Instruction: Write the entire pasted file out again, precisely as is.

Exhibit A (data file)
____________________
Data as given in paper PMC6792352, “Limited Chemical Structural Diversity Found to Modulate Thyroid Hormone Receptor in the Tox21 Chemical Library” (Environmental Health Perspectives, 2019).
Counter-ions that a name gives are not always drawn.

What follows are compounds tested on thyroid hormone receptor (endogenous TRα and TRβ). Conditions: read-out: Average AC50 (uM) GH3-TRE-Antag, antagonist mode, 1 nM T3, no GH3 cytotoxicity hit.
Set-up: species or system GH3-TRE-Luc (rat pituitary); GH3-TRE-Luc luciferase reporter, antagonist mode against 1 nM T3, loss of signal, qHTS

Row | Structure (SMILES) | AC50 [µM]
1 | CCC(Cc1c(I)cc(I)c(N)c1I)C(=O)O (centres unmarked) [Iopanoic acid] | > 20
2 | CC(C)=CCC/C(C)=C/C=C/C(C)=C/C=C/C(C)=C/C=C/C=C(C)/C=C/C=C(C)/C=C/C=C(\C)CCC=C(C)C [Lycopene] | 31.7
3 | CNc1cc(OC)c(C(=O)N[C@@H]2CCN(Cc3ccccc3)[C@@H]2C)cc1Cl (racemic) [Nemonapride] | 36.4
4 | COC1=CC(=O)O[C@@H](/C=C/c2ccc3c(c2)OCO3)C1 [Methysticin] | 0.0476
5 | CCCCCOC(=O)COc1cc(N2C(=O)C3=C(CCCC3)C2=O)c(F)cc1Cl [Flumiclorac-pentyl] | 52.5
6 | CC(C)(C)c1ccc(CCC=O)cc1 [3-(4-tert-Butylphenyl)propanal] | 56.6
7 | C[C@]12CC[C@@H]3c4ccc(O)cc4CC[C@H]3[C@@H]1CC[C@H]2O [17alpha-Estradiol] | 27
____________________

Data as given in paper PMC6792352, “Limited Chemical Structural Diversity Found to Modulate Thyroid Hormone Receptor in the Tox21 Chemical Library” (Environmental Health Perspectives, 2019).
Counter-ions that a name gives are not always drawn.

What follows are compounds tested on thyroid hormone receptor (endogenous TRα and TRβ). Conditions: read-out: Average AC50 (uM) GH3-TRE-Antag, antagonist mode, 1 nM T3, no GH3 cytotoxicity hit.
Set-up: species or system GH3-TRE-Luc (rat pituitary); GH3-TRE-Luc luciferase reporter, antagonist mode against 1 nM T3, loss of signal, qHTS

Row | Structure (SMILES) | AC50 [µM]
1 | CCC(Cc1c(I)cc(I)c(N)c1I)C(=O)O (centres unmarked) [Iopanoic acid] | > 20
2 | CC(C)=CCC/C(C)=C/C=C/C(C)=C/C=C/C(C)=C/C=C/C=C(C)/C=C/C=C(C)/C=C/C=C(\C)CCC=C(C)C [Lycopene] | 31.7
3 | CNc1cc(OC)c(C(=O)N[C@@H]2CCN(Cc3ccccc3)[C@@H]2C)cc1Cl (racemic) [Nemonapride] | 36.4
4 | COC1=CC(=O)O[C@@H](/C=C/c2ccc3c(c2)OCO3)C1 [Methysticin] | 0.0476
5 | CCCCCOC(=O)COc1cc(N2C(=O)C3=C(CCCC3)C2=O)c(F)cc1Cl [Flumiclorac-pentyl] | 52.5
6 | CC(C)(C)c1ccc(CCC=O)cc1 [3-(4-tert-Butylphenyl)propanal] | 56.6
7 | C[C@]12CC[C@@H]3c4ccc(O)cc4CC[C@H]3[C@@H]1CC[C@H]2O [17alpha-Estradiol] | 27